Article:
More on Paperclay
Similarly, the increased spontaneity arising from the ability to
stick together then pull apart and rejoin dry parts of paperclay
art, opens up the possibility of artists making pieces, sending
them unfired to other artists who might add to, subtract from, and
modify the work before firing. This offers the possibility of physical
transcultural exchanges in ceramic art – an 'Internet of Objects'
rather than text or images. Delicate unfired pieces may be traded
or shipped around the world, assembled and fired for exhibitions.
The resulting reduction in insurance and freight costs may open
up international exchanges in lighter and more delicate work.
As whole unfired works can be broken apart and reassembled again
and again until a satisfactory result is achieved, for me the result
of working in this way has fostered an even greater degree of irreverence
to material traditions. The impact of this cumulative process is
best illustrated when I find myself continuing to break off and
add pieces to the work even after firing. Sometimes this involves
adding unfired paperclay and refiring, or works are designed to
have pieces broken off after firing. This may challenge the general
perception that a broken work is damaged and devalued, but some
potters find this irreverent attitude personally liberating in their
By building with dry pieces and rods, the conventional vessel
wall and illusion of mass may disappear. Viewer attention can be
drawn away from the profile towards gaps in the wall and glimpses
of its interior surface and space. This can be taken further in
that the lines formed by the rods suspend or support themselves
in space. It is as if the work is a three dimensional drawing in
space, rather than the conventional painted lines of glaze on the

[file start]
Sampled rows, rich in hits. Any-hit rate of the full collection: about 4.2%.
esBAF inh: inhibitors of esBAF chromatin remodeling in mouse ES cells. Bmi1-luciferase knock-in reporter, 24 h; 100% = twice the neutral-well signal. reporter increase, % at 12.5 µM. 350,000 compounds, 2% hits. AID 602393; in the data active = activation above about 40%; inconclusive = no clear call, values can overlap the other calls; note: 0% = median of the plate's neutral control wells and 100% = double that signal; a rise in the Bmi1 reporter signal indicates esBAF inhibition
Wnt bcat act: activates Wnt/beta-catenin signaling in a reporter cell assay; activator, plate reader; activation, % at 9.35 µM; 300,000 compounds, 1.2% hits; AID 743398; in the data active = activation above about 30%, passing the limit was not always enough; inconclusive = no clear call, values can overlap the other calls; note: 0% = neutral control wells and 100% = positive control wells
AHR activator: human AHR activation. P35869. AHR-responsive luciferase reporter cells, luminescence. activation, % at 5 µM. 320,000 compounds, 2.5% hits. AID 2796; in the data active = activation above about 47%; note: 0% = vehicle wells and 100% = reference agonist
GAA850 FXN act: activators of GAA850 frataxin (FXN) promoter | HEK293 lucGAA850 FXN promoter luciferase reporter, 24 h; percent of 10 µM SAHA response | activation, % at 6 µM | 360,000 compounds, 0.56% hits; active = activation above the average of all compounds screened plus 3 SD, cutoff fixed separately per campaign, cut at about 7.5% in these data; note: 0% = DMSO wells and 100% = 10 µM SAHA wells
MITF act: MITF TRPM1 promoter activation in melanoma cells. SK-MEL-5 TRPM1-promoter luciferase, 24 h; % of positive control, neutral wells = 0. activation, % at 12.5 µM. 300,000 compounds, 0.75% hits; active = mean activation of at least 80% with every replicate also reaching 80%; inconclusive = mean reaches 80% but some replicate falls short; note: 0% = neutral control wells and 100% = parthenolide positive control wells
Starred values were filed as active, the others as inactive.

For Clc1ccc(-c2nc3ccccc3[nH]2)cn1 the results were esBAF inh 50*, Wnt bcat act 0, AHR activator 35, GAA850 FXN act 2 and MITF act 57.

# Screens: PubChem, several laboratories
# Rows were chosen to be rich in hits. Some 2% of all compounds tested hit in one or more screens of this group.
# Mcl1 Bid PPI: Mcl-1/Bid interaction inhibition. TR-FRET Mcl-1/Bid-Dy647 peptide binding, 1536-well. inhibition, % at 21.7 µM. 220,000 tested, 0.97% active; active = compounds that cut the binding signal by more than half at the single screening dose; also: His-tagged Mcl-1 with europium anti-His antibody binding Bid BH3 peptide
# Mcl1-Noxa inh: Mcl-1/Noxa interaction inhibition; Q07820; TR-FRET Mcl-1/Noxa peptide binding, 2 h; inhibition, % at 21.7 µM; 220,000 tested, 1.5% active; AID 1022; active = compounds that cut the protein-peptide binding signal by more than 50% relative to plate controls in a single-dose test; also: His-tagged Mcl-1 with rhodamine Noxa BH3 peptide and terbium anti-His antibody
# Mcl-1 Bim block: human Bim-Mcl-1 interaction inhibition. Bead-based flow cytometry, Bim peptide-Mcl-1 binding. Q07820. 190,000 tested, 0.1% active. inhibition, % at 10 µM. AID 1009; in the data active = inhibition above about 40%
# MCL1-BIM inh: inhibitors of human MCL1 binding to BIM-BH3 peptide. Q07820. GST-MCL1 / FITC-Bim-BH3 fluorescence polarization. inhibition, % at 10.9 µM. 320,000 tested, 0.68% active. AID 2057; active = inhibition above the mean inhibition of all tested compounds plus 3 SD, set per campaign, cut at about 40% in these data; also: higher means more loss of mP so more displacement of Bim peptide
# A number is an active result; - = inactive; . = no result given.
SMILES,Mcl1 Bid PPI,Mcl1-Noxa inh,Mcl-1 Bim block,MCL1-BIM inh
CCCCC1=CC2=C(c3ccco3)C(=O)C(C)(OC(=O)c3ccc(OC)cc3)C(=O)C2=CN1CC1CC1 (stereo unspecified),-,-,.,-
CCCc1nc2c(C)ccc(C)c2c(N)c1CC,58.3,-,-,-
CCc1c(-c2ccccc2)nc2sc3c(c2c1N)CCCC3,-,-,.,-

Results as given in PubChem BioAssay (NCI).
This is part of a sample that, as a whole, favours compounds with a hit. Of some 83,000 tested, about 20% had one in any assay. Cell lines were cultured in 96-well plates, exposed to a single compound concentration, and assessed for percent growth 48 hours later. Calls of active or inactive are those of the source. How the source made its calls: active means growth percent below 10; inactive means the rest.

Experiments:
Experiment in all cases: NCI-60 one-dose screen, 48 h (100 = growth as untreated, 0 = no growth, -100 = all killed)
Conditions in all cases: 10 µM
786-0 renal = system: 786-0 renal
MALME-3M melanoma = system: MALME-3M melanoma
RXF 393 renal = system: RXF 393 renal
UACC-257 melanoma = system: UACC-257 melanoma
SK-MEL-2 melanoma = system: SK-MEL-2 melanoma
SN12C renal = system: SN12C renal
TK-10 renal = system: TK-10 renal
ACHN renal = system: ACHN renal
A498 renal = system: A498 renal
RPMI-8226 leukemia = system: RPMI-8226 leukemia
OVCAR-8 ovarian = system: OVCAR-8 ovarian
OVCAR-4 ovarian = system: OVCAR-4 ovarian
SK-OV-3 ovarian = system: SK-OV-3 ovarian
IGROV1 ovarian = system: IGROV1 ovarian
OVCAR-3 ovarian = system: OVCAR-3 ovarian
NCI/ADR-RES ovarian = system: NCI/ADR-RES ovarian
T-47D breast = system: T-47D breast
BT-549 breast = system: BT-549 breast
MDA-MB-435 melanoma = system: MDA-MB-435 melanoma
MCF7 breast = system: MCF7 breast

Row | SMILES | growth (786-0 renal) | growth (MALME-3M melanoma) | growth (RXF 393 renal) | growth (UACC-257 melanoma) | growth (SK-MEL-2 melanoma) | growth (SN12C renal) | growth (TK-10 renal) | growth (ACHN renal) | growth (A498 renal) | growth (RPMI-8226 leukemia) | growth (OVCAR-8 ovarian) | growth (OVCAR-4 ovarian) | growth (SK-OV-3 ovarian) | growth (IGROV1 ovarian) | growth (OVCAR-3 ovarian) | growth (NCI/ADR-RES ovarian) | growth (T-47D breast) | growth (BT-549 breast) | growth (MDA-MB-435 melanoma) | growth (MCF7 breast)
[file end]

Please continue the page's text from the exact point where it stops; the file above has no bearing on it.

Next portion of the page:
surface of the vessel wall. That is, the 'lines' of clay have real
mass rather than being merely an illusion of mass. Prior to paperclay,
this effect required considerable skill in joining and drying this
type of work; now the same effect can become quick and easy, as
well as increasingly spontaneous.
Thus paperclay increases the number of ways of building in clay,
increasing the visual vocabulary of ceramic artists and challenging
them to become more irreverent about their own and others' work.
It challenges established traditional ceramic skill hierarchies
but, provided it is taught in an open manner, it may increase the
appeal of ceramics as an artistic medium. Perhaps its greatest potential
lies in its pre-fired strength and dry-to-dry joining. These properties
suggest a number of new and real ways for ceramic artists to interact,
regardless of distance.
Thanks to Graham
Hay, ceramic artist from Australia. This article was first published
Technical. Reprinted by permission.
Caplan, J. (1993). 'Paper and clay'. Ceramic Review, (144), p.11.
Ellery, D. (1995). 'Profile – Sold on Paperclay'. Pottery in Australia,
34, (1), p. 20-21.
Gartside, B. (1993). 'Paperclay'. New Zealand Potter, 35, (3).
Gault, R. (1992). 'Amazing Paperclay'. Ceramics Monthly, June/July/Aug,
'The Potential of Paperclay'. Ceramics: Art and Perception, 18 p.
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